As we mark World Oceans Day, Pacific climate change expert Lagipoiva Cherelle Jackson writes from Samoa on the significance of ocean management on small island nations and coastal villages. She explains the important role that communities play in sustainable ocean management as they continue to respond to the reality of climate change and its impacts. Photo shows the Moata’a Walkway, which was officially opened on World Oceans Day in Samoa, Friday 8 June, 2018. Image Credit: Government of Samoa.
The Chiefs of the village of Moata’a on the island of Upolu signed a community declaration on oceans yesterday to commemorate World Oceans Day in Samoa. It also reaffirmed their joint commitment towards protecting mangrove wetlands and coastal areas within their community.
This stand-alone action, although miniscule in the grander scheme of things, is actually what the greater conservation community needs now. Indeed, it aligns with the action-oriented approach now undertaken under the climate convention.
For far too long, our global community has relied on the actions of nations, of corporations, and of large scale entities to make a difference in conserving our ocean resources, minimising the impacts of climate change and managing the fallout from any subsequent residual damage. Yes – that is still an important pursuit – but the ones who suffer, those whose livelihoods depend on these ecosystems should also take their own respective actions.
Small island developing states, coastal communities, a couple of hundred villagers, are not fully integrated into the conversation when global policies, high-level responses and large scale actions are truly considered. But, at island scale, communities are the cornerstone of national action, and it is through the leadership of foresight of chiefs and community leaders, that such change can manifest in local action.
Matareva Beach Fales also initiated the World Oceans Day event with local and global partners demonstrating their personal commitment to maintaining healthy oceans and clean beaches.
For as long as I can remember, island leaders have outlined point by point the impact of climate change on our oceans, on our land, on our people of islands. And for many years, global actions have focussed on agendas set forth by those with larger land masses, more populations and more money. This conversation has shifted over the years, in part due to the leadership of island Ambassadors to the United Nations, of leaders who persist in the face of adversity and of individuals who pursue solutions in their own small ways.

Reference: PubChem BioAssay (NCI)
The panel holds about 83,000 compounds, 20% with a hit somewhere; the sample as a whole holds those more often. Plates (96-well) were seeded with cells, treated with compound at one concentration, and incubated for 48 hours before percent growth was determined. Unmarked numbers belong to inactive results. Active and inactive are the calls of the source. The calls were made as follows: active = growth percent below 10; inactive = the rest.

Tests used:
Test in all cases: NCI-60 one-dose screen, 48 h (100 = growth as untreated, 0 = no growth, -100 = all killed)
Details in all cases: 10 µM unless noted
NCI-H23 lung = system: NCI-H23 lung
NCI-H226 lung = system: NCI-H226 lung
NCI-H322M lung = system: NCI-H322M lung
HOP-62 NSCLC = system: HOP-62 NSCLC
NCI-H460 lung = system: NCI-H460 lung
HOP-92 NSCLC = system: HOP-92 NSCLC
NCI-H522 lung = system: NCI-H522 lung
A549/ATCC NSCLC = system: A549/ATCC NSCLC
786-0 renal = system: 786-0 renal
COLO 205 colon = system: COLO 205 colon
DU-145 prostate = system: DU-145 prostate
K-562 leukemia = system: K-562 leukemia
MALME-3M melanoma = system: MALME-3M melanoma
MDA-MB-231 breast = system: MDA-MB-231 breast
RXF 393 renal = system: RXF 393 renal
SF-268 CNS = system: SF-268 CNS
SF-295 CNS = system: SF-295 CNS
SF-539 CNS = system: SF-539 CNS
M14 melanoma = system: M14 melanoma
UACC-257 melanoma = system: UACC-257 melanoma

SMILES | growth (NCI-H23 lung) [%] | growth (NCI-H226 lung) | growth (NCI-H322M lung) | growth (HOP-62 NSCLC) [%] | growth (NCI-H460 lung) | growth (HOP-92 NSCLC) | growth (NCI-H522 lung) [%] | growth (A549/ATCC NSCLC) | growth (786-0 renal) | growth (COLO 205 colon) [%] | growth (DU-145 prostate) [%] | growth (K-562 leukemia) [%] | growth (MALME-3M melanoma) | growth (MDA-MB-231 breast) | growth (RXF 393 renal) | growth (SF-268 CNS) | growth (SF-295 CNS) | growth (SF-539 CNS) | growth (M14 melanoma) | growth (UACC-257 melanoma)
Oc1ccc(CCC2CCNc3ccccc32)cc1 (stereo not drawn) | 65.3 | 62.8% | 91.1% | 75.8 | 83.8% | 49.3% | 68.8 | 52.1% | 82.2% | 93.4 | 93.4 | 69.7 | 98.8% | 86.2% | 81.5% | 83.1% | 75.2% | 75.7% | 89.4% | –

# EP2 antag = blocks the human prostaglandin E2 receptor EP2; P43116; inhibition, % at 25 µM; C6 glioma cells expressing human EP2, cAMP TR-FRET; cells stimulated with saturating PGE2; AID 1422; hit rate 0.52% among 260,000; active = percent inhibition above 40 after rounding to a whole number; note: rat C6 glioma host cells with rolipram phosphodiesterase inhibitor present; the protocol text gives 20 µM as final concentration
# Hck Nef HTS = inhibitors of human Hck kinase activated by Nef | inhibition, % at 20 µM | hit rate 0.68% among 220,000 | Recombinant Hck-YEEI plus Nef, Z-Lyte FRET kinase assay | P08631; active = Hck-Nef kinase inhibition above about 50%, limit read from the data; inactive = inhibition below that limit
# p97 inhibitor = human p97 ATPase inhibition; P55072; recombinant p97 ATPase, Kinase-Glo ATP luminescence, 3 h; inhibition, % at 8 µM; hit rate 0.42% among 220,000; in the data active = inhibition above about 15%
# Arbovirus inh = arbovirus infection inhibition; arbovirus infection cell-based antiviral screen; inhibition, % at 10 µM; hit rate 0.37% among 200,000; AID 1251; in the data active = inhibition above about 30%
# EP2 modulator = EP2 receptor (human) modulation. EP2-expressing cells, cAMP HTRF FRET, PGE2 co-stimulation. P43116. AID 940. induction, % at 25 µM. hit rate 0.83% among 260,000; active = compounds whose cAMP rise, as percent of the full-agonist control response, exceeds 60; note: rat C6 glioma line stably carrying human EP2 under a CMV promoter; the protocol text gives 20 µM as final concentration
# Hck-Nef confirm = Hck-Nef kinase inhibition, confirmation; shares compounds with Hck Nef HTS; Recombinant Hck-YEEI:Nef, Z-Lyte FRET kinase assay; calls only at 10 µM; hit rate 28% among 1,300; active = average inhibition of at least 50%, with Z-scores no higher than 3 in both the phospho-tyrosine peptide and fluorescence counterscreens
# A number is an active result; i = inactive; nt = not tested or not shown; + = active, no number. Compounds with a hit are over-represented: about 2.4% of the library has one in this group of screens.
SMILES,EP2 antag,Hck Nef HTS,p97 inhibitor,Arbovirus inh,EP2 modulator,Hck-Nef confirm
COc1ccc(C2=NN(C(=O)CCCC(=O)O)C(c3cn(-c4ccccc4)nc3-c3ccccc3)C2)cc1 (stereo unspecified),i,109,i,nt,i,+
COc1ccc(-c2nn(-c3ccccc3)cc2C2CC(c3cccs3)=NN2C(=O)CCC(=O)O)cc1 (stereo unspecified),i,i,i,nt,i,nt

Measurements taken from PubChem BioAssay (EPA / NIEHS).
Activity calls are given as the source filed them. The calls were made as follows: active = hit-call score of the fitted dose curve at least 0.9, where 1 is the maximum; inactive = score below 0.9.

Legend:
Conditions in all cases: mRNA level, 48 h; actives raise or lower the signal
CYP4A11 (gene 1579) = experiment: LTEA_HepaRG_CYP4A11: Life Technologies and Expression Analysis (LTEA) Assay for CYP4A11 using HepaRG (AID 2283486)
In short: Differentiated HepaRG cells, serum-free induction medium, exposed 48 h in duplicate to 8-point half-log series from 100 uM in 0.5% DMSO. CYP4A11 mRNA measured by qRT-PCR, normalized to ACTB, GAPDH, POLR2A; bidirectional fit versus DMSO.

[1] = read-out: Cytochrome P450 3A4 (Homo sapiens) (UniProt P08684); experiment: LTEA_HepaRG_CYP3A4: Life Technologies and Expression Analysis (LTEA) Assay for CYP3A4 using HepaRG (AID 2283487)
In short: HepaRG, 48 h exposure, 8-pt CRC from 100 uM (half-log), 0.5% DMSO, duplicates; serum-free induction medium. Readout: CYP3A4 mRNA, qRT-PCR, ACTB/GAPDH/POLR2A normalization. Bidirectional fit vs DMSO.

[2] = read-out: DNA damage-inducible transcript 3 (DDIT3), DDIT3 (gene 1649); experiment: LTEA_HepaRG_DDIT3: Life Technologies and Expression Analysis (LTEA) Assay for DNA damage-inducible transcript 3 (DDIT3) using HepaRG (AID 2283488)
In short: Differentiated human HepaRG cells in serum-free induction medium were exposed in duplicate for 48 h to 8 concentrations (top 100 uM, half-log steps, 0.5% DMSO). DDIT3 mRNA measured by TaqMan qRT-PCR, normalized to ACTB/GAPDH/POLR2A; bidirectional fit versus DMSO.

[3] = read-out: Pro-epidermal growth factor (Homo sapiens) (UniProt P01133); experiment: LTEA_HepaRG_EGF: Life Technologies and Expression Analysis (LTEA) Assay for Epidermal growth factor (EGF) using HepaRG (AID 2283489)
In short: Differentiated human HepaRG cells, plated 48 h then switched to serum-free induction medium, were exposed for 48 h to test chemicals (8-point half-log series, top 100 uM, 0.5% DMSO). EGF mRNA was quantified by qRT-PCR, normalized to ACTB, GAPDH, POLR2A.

The Community Declaration by Moata’a is one such action, and one that I have seen in many villages across Samoa, who have taken it upon themselves to manage their own environment whether it be mangroves, fish reserves or key coastal features. Taumeasina Resort, located in the same community has also signed the Declaration committing to minimising damage to the coastal areas by tourism-related activities.
When the management of oceans, in this case wetlands, is lead by a village, it gives them a sense of ownership and empowers them to protect what is theirs, and in that way assures enforcement that is far more sustainable than those enforced by external authority.
Yes there are challenges. There are times when a village decides to serve up giant clams from a reserve to visiting dignitaries. But those are isolated incidences and ones that can be managed when clear guidelines are laid out. In the case of this particular community, the monthly meeting of the Council of Chiefs will monitor any infringements such as waste dumping into the mangrove area, cutting or harming of the mangroves and littering on the beaches. Stringent fines already exist and the Declaration has codified their commitment to enforcing the rules.
For islands like ours, where livelihoods are highly dependent on oceans, it is important to understand that the pressures such as unsustainable fishing practices and climate change continues to pose a great threat to this source of income for our coastal communities. As such, sustainable management of our oceans through effective community action is the hope we need now.